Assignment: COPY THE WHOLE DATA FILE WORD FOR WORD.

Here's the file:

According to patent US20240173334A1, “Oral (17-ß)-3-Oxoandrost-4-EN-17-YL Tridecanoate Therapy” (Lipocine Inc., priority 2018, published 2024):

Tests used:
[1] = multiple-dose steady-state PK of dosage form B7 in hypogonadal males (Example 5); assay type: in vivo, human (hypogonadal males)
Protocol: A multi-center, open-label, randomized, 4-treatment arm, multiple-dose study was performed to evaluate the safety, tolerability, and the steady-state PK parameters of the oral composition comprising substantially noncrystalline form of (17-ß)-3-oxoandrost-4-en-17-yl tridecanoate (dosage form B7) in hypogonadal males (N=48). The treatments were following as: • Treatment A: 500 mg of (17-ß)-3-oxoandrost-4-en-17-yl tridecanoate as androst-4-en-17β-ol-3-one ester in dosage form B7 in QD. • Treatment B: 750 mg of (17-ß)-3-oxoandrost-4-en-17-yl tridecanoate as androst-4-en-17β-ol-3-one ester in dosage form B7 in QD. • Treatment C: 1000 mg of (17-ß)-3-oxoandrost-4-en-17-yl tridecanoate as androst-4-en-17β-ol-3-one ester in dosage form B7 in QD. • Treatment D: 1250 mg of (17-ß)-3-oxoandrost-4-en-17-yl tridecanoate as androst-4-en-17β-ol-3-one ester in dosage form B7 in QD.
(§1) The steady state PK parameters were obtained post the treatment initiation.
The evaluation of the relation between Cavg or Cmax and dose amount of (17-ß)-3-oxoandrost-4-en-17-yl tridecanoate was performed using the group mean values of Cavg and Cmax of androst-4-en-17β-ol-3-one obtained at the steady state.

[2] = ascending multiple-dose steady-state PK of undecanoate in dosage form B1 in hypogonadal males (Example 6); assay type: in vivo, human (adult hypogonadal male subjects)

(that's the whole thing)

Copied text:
According to patent US20240173334A1, “Oral (17-ß)-3-Oxoandrost-4-EN-17-YL Tridecanoate Therapy” (Lipocine Inc., priority 2018, published 2024):

Tests used:
[1] = multiple-dose steady-state PK of dosage form B7 in hypogonadal males (Example 5); assay type: in vivo, human (hypogonadal males)
Protocol: A multi-center, open-label, randomized, 4-treatment arm, multiple-dose study was performed to evaluate the safety, tolerability, and the steady-state PK parameters of the oral composition comprising substantially noncrystalline form of (17-ß)-3-oxoandrost-4-en-17-yl tridecanoate (dosage form B7) in hypogonadal males (N=48). The treatments were following as: • Treatment A: 500 mg of (17-ß)-3-oxoandrost-4-en-17-yl tridecanoate as androst-4-en-17β-ol-3-one ester in dosage form B7 in QD. • Treatment B: 750 mg of (17-ß)-3-oxoandrost-4-en-17-yl tridecanoate as androst-4-en-17β-ol-3-one ester in dosage form B7 in QD. • Treatment C: 1000 mg of (17-ß)-3-oxoandrost-4-en-17-yl tridecanoate as androst-4-en-17β-ol-3-one ester in dosage form B7 in QD. • Treatment D: 1250 mg of (17-ß)-3-oxoandrost-4-en-17-yl tridecanoate as androst-4-en-17β-ol-3-one ester in dosage form B7 in QD.
(§1) The steady state PK parameters were obtained post the treatment initiation.
The evaluation of the relation between Cavg or Cmax and dose amount of (17-ß)-3-oxoandrost-4-en-17-yl tridecanoate was performed using the group mean values of Cavg and Cmax of androst-4-en-17β-ol-3-one obtained at the steady state.

[2] = ascending multiple-dose steady-state PK of undecanoate in dosage form B1 in hypogonadal males (Example 6); assay type: in vivo, human (adult hypogonadal male subjects)